Terror shooting shakes Turkey, more attacks feared
Critics point to hasty purges of police force, noting loss of manpower left Turkey vulnerable to terrorist attacks.
Observers warn that worse may yet come
2017/01/08 Issue: 88 Page: 1
The Arab Weekly
Istanbul - Almost one week after the terrorist attack at an upscale Istanbul nightclub that killed at least 39 New Year’s revellers, the perpetrator, believed to be of Turkic Uighur origin, remained at large. At least 36 people were in police custody in connection with the shooting at Reina, a popular club on the European bank of the Bosporus.
Turkish media reports said the wife of the alleged shooter was detained in Istanbul. Several other people were arrested in the Aegean coastal city of Izmir. The state-run Anadolu news agency reported that several of them belonged to the Turkic Uighur ethnic group and are believed to have arrived in Turkey from China’s Xinjiang region.
The Reina attack shocked many Arab countries because citizens of Lebanon, Saudi Arabia, Iraq, Tunisia and Morocco were among the 27 foreigners killed. In a statement released January 2nd, the Islamic State (ISIS) claimed responsibility for the attack, saying it had taken revenge for Turkish military involvement in Syria.
Turkish Deputy Prime Minister Numan Kurtulmus criticised the country’s Syria policy following the nightclub attack. “I belong to those who believe that [Turkey’s] Syria policy is full of big mistakes,” he told the Turkish daily Hurriyet. “Of course, we will not side with the Assad regime and with the oppressors. We are now repairing and correcting [the policy].”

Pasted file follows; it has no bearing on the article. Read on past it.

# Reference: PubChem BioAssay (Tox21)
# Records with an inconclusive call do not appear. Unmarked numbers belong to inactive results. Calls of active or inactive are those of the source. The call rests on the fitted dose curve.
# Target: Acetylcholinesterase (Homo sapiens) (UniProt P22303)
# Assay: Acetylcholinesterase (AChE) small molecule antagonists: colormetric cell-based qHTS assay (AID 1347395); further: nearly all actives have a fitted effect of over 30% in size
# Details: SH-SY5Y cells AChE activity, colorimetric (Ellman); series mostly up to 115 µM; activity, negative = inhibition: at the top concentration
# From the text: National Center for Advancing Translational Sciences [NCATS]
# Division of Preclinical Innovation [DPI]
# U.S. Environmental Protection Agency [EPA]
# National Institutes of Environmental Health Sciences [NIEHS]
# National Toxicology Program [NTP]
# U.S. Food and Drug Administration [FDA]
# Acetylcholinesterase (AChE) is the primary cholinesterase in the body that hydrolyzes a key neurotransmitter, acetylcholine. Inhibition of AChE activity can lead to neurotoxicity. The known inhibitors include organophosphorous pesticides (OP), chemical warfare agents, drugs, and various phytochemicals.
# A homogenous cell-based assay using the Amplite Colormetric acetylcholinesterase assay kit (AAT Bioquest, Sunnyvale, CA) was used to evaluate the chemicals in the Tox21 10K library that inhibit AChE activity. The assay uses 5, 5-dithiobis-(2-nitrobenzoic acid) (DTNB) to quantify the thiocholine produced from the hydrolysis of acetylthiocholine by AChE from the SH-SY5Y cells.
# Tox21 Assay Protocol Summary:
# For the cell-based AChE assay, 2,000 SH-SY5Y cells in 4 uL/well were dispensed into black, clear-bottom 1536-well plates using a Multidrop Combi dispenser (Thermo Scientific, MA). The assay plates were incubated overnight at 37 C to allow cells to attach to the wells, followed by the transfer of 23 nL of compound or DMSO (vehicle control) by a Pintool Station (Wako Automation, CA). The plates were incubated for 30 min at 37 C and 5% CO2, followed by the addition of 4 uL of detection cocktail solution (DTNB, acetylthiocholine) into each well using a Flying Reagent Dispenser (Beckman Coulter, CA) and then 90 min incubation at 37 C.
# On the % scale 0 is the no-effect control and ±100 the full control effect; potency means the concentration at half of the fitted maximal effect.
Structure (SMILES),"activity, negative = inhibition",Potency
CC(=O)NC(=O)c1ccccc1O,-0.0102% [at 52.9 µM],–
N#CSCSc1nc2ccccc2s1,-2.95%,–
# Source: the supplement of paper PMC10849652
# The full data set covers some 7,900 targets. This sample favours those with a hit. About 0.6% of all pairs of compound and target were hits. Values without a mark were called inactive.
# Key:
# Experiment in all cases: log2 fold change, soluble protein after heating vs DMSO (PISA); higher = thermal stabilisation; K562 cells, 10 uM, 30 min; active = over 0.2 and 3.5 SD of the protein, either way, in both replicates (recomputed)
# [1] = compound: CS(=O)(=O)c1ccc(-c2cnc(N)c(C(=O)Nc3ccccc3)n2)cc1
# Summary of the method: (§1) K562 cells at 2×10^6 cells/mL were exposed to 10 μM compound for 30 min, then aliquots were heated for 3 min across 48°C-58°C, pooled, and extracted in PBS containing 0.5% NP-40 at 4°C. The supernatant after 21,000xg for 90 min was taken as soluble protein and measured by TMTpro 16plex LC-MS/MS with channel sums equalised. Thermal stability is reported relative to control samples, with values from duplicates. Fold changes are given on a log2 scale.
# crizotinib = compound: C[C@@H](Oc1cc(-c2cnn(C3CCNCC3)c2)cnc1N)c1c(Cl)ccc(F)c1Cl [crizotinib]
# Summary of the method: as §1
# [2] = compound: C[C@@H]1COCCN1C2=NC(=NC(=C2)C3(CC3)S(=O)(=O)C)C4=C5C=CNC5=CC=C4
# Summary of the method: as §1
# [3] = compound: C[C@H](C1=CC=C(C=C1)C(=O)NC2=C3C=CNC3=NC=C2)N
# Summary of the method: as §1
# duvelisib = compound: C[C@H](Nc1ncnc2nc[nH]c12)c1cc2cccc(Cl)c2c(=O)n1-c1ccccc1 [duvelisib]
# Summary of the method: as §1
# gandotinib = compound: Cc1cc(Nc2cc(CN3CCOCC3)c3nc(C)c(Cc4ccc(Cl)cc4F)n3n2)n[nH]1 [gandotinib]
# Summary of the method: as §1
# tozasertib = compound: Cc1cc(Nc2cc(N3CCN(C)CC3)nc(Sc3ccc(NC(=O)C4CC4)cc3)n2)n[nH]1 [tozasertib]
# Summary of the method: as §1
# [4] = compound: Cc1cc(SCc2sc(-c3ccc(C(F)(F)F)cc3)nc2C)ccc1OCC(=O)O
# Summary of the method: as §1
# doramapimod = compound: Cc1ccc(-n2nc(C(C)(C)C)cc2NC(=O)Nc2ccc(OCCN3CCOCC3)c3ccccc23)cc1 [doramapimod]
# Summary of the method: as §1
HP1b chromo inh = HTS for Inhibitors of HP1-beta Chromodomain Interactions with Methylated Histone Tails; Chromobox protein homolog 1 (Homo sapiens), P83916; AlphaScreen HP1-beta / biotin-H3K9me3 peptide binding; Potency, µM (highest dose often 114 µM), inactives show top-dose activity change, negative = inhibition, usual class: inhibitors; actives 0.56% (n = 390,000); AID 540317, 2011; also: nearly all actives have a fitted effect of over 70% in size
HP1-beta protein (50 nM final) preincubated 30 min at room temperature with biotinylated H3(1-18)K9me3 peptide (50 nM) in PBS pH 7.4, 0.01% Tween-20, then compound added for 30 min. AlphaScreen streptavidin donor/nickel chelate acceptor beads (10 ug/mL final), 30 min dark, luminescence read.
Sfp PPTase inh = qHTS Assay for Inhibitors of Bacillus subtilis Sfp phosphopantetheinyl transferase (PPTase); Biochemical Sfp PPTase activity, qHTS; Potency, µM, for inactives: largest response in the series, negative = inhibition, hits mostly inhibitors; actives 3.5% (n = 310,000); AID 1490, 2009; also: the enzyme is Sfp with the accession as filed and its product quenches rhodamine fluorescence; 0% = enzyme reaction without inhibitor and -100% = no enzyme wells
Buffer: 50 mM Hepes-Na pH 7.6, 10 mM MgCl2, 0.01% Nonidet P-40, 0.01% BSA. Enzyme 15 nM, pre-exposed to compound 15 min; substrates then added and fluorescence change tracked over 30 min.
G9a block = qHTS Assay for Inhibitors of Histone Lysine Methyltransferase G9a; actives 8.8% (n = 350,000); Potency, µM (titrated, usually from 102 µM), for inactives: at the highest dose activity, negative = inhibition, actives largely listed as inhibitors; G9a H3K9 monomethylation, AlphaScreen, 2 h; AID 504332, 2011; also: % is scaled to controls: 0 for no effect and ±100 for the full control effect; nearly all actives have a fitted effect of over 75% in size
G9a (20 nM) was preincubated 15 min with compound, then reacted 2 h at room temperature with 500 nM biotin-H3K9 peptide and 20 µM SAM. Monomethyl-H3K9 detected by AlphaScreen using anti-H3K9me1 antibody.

He said Turkey would work for a peace deal in Syria and mend ties with the Iraqi government.
Violence has surged in Turkey in recent years, with more than 400 people killed in major terrorist attacks since 2015, claimed either by Kurdish militants affiliated with the outlawed Kurdistan Workers’ Party (PKK) or with ISIS or who seem to have been inspired by the group. This includes the deadliest attack in the country’s modern history, a double suicide bombing targeting a peace rally in Ankara, on October 10th, 2015, that killed more than 100 people.
Observers warn that worse may yet come. Metin Gurcan, a security analyst, has long stressed that Turkey, which has suffered from terrorist attacks for decades, was unprepared to deal with the new type of violence carried out by attackers who were trained and radicalised on the battlefields of Syria and Iraq.
Others ask how the Reina shooting could have happened despite massive security measures on New Year’s Eve due to fears of just such attacks. Media reports said about 17,000 police officers were deployed in Istanbul alone. One Reina employee who survived the attack told Hurriyet that he had to pass “three police checks” when entering the club on December 31st and that the area had been “surrounded by police”.
Critics point to the hasty purges of the police force due to the ruling Justice and Development Party’s effort to root out followers of Islamic preacher Fethullah Gulen, whom Turkish President Recep Tayyip Erdogan blames for last July’s coup attempt. They say the loss of manpower left the country vulnerable to terrorist attacks.